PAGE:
Scarlett has theater friends. Some of these are normal children, most are not. No small number of these dear children resemble Scarlett in one way: life = theater. Now, that is advanced math (and she means that, because that equation gets pretty darn complex).
So yesterday, one of the most adorable of these types, a 10 year old boy - a tiny, wee sprite of a specimen who can belt out a tune like nobody's business and is a SLAVE to the stage, already - called yesterday, inquiring after Scarlett. Actually, he called approximately 3 million times.
Finally, the Matron pressed further.
Matron: "Honey? She's still on her way home from camp. Is there something I can help you with?"
Sprite: "Okay, because my mom actually says I need to run this by you first."
Matron: "Run away!"
Sprite: "I'm going to put on a show called Rent and I want to know if Scarlett can be in it. She would get a really good part and I don't know if you've seen it but there is a TON of singing and dancing. . . . and, um, lots and lots of what my mother says is very inappropriate material that we'll cut out for our version."
Matron: "Inappropriate material is just fine. I'll have her call you the minute she gets home."
Sprite: "Oh My God! Thank you so much!!" (screams, away from receiver) "MOM! All those good songs might get to stay in after all!" (back to telephone) "And Mary? I'm going to find a real theater for us to use so if you see one, let me know."
Oh, how the Matron loves these children!
Now, before the Matron could fill Scarlett in on this latest and most exciting development, she had to snatch that child from the jaws of death, that torture chamber called Camp. Luckily, all this meant for her was driving across town at 4 pm, arms full of flowers to thank the friend's parents who hauled all four children back to St. Paul.
On the car ride home, Scarlett began a minute-by-minute narration of camp, starting with our departure. "And Mom? After I saw your back walking away? My nose itched and then Lia asked me if we should go to our cabin. Then we did, while we tried not to step on cracks and break your back -- and Cela's. Once we got to the cabin, I opened my brown bag first and then by yellow backpack. . . . . ." The monologue continues, today. We're on, oh, Tuesday evening.
Excuse her? She has to pause her blogging.
"Scarlett! I know that you love your counselor Caroline and she has a blue hairbrush, two dogs -- just like us! -- and a 9th grade brother. So hang on with that info and I'll be with you in a few. . ."
So here is the Matron in the van yesterday, interrupting her wind-up doll:
Matron: "Stop! It sounds like fun! Will you go back next year?"
Matron: "What? Stryker, why not?"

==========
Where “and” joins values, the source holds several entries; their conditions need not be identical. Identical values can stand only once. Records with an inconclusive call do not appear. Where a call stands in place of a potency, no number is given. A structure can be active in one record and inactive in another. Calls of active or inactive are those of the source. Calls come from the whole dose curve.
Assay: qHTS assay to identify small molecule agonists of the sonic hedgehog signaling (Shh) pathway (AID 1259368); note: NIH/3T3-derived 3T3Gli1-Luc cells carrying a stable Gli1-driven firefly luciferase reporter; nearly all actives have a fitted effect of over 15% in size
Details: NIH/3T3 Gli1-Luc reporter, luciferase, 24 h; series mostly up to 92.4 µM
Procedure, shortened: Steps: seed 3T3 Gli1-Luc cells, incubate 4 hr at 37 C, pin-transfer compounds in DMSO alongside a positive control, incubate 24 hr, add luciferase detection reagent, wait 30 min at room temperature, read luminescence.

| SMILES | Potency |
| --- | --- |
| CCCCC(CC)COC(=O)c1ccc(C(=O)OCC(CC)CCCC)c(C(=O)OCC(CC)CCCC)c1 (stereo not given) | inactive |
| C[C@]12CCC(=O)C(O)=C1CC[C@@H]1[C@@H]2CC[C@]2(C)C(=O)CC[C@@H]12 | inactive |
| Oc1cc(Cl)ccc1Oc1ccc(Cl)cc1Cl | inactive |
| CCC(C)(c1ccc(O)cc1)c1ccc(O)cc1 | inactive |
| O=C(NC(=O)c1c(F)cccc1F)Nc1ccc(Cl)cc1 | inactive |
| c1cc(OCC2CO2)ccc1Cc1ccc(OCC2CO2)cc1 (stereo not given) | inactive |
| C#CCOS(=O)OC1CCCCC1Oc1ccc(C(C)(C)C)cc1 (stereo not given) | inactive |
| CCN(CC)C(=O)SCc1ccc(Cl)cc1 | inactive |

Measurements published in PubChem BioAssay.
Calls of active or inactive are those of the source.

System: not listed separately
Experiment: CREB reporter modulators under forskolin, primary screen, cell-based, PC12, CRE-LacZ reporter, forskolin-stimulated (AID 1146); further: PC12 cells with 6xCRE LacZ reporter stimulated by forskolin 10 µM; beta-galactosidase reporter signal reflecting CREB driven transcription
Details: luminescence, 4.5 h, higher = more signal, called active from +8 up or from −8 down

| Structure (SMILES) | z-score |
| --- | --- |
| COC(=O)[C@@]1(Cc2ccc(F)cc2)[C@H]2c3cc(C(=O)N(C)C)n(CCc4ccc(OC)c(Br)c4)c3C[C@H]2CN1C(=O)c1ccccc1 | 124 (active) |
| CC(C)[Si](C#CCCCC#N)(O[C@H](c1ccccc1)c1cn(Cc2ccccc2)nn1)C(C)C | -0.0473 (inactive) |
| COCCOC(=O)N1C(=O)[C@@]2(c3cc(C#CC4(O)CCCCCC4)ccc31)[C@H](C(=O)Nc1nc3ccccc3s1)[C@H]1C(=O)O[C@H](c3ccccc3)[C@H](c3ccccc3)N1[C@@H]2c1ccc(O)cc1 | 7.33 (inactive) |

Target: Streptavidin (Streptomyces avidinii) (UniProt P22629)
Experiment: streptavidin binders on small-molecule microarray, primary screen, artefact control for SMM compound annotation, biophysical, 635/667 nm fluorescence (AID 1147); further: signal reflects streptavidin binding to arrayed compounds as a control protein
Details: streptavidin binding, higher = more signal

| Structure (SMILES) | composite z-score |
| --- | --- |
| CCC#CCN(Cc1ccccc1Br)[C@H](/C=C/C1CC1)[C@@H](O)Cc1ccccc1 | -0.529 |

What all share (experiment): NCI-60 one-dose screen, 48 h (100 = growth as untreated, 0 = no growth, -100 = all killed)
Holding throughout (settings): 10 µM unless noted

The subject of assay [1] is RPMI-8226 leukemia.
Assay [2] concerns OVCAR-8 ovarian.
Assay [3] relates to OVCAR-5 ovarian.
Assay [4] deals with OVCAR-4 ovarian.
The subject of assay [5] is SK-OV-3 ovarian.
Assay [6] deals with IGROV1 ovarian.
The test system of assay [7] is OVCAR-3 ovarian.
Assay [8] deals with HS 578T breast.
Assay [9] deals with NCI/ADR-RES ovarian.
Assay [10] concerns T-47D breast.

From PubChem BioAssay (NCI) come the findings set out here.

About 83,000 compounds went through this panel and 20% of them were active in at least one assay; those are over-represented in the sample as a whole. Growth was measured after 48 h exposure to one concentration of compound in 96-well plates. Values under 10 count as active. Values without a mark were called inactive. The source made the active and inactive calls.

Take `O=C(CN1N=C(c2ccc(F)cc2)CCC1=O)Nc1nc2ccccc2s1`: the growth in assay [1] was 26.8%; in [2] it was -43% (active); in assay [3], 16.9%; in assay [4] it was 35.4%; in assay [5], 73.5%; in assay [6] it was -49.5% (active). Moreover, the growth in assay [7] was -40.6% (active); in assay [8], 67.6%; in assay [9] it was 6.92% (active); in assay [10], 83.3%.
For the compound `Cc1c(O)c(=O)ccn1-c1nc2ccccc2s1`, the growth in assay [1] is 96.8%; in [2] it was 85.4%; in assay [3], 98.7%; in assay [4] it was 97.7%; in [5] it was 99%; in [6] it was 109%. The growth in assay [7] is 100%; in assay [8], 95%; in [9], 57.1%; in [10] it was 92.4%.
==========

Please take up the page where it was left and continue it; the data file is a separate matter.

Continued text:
Stryker: "I hated that car ride home. Three and a half hours with nothing to do! Why didn't you get to the house faster? Where's my book? We had the second worst cabin in the whole camp. Mom, I had to walk like one mile just to eat!! Then, our tent fell down, twice. You didn't send candy! Everyone got food in their care packages except us because YOU had to go follow the rules. My bathing suit got all muddy and the back-up suit is terrible! And look, look, look!!!"
Here, the hysteria rises to near tears as he pulls up his pant legs to reveal two knees that look like somebody took a cheese grater to them.
"I fell! I am injured! I am in pain!"
Matron: "When was the last time you had food?"
Scarlett: "We ate the whole way home!"
Stryker: "IT'S NOT FOOD. IT'S CAMP."
Matron: "What time did you go to bed last night?"
Stryker: "It's not that, either. But okay, we went to sleep about an hour after midnight and then turned on our alarm for 2:15 so we could go pranking. But then we just talked about pranking and reset the alarm for 3:15. When that one went off, some of us went outside but it was too dark to really do anything. But then we went back to bed and got up to fishing an hour later. BUT IT'S NOT THAT."
Hmmmmmmmm. . . . .
Lat night, a good night's sleep was had by all and today, camp appears a repeat on everybody's summer schedule. The Matron will be requesting that Scarlett NOT write home.
Of course, the very first thing Scarlett had to do ("or I will just die!") was coerce one of her shell-shocked parents (oh things had been quiet and clean!) to take her to the video store to get this:
Now, Scarlett viewed this film and the upcoming (somebody else's thank god) Backyard Theater as if she were preparing for her Broadway debut. She is that hooked. The instant the movie ended, she called Sprite, telling him she was all over the project and -- what was the role?
Sprite: "Maureen. The girl who kisses the other girl and who does those great big shows."
There are also upcoming auditions for a real theater doing The Sound of Music. Scarlett turned to her mother and said: "If only I can be Maureen AND Gretel!"
Sigmund? Are you channeling anywhere close by? The mother of a method-actor could use a session. . . .